GOVERNOR COOPER ANNOUNCES NEW COVID 19 RESTRICTIONS: Cooper issued a new executive order that, starting late Wednesday, would make it a misdemeanor for there to be assemblies of more than 50 people, compared to the current prohibition of over 100. The 50-person limit is in keeping with previous guidance from health officials. President Donald Trump also has urged avoidance of gatherings of more than 10 people. Cooper's order also will direct that by 5 p.m. Wednesday all hair salons, barbershops, gyms, fitness clubs and movie theaters must close, as well as similar business activities that run counter to social distancing. Bingo parlors, bowling alleys, tattoo parlors also are on the closure list. Across North Carolina, restaurants and bars can continue to remain open only for delivery or take-out meals. Grocery stores also continue to operate. Public schools statewide will now remain closed for in-person instruction until May 15, Cooper said. He had already ordered closings of at least two weeks beginning March 16.
NC NOW HAS 412 REPORTED CASES OF CORONAVIRUS: North Carolina has at least 412 reported cases of coronavirus as of Tuesday morning. About half of the state’s 100 counties have reported at least one case of COVID-19. Mecklenburg County has the highest number of cases in the state, with 106. Durham County has 71 reported cases, and Wake County has 66. Eleven people were hospitalized with the virus in North Carolina as of Monday, Gov. Roy Cooper said. More than 8,400 people had been tested for COVID-19 in North Carolina as of Monday afternoon, and thousands more samples are waiting to be processed. Three North Carolina communities have effectively issued shelter-in-place orders, getting ahead of state leaders who have not yet put in place the strict measure. Madison County in Western North Carolina, Pitt County and the town of Beaufort on the coast asked residents on Monday to stay home and limit travel. Residents are still allowed to go to work, the pharmacy, grocery stores or medical appointments.
GASTONIA TEXTILE MILL IS LEADING THE CHARGE TO MANUFACTURE FACEMASKS: The Charlotte Observer reports that Gastonia-based Parkdale Mills Inc. is working with companies such as Hanesbrand, Fruit of the Loom and others to build a manufacturing supply chain for the masks. Parkdale is one of the country's largest yarn spinners. The National Council of Textile Organizations said in a news release that the companies are often competitors in the marketplace, but are banding together "for the greater good of a nation facing one of its most monumental challenges.” Medical workers across the country are facing a shortage of protective equipment as they respond to COVID-19, the respiratory disease caused by a novel coronavirus. The textile council said that Parkdale Chief Executive Officer Anderson Warlick worked closely with White House officials to expedite the process, allowing production to begin soon after the masks were approved and certified by the U.S. Department of Health and Human Services. Production is expected to begin Monday and deliveries could begin in the middle of the week. The coalition said once it reaches full capacity in about four to five weeks, it expects to produce up to 10 million face masks per week.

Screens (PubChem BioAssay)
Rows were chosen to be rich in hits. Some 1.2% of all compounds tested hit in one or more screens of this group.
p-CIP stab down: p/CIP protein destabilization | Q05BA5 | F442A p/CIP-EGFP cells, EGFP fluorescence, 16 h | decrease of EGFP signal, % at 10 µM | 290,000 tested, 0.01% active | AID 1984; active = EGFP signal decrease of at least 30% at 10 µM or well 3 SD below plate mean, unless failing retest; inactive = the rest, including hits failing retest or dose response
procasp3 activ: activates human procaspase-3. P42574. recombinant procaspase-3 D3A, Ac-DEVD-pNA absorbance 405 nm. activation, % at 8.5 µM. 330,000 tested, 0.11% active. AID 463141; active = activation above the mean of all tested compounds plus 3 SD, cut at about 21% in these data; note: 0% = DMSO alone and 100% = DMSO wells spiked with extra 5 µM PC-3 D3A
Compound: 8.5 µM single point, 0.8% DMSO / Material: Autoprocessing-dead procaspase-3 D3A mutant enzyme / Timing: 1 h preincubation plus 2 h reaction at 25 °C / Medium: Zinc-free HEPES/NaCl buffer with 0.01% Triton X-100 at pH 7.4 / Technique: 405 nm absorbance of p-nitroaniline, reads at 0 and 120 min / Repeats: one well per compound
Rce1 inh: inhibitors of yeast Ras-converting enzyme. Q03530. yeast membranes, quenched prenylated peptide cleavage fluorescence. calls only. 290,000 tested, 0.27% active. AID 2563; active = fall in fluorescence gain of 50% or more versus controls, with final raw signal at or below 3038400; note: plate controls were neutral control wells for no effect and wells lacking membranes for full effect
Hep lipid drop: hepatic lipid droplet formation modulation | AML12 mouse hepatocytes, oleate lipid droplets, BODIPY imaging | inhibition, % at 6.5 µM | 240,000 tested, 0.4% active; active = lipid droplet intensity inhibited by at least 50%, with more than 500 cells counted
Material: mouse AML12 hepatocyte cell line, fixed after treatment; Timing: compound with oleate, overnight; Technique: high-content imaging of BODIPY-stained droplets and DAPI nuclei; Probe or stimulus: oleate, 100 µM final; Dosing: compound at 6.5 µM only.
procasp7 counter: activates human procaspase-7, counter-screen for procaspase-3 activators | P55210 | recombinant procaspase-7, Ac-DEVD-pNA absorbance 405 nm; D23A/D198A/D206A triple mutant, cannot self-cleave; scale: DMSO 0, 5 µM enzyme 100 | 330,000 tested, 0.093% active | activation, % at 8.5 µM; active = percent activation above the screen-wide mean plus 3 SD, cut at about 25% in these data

STIMULUS BILL CLOSER TO PASSING AFTER LATE-NIGHT NEGOTIATIONS: Among other provisions, the two sides appeared to have reached an agreement, at least in principle, to ensure substantial oversight over a $500 billion economic stabilization fund that would be used to bail out distressed companies, according to two officials familiar with the talks. The officials, who were not authorized to discuss them publicly, said the details were still being worked out. Despite a sense of desperation in both parties and at the White House about quickly enacting legislation to deliver critical financial support to businesses forced to shutter and relief to hard-pressed American families, sharp ideological differences between Republicans and Democrats have made it difficult to finalize a compromise. The late-night optimism was a marked turnaround from earlier in the day, when the normally staid Senate dissolved into shouting and partisan bickering before the vote, as senators sparred over the stimulus package, which is emerging as the largest in modern history. Republicans blasted Democrats for delaying desperately needed economic aid, while Democrats said the measure under discussion did too little to help ordinary Americans or to ensure that federal money would not be abused by businesses that received aid.
2020 TOKYO OLYMPICS POSTPONED UNTIL SUMMER 2021: Facing heavy global pressure and rising athlete dissent, the International Olympic Committee sharply reversed course Tuesday and agreed with Japanese officials that the Olympics and Paralympics will not take place this summer in Tokyo in the wake of the growing novel coronavirus pandemic. Organizers say they now hope to stage the Games by the summer of 2021. The Olympics are the biggest event to date that has been scuttled due to the virus, which has now claimed at least 16,767 lives and has infected more than 387,000 people on six of the seven continents, upend daily lives and forcing the postponement and cancellations of sporting events, concerts and conferences across the globe. The decision came after Japanese Prime Minister Shinzo Abe on Tuesday proposed a one-year postponement to IOC leadership, including President Thomas Bach. The IOC’s stunning decision is without precedent. While an Olympics has never been postponed, several have taken place later on the calendar, including the 2000 Sydney and 1988 Seoul Games, which both took place in late September, and the 1964 Tokyo and the 1968 Mexico City Games, which took place in October. The modern Olympics, which date to 1896, have been canceled three times (1916, 1940 and 1944) because of world wars.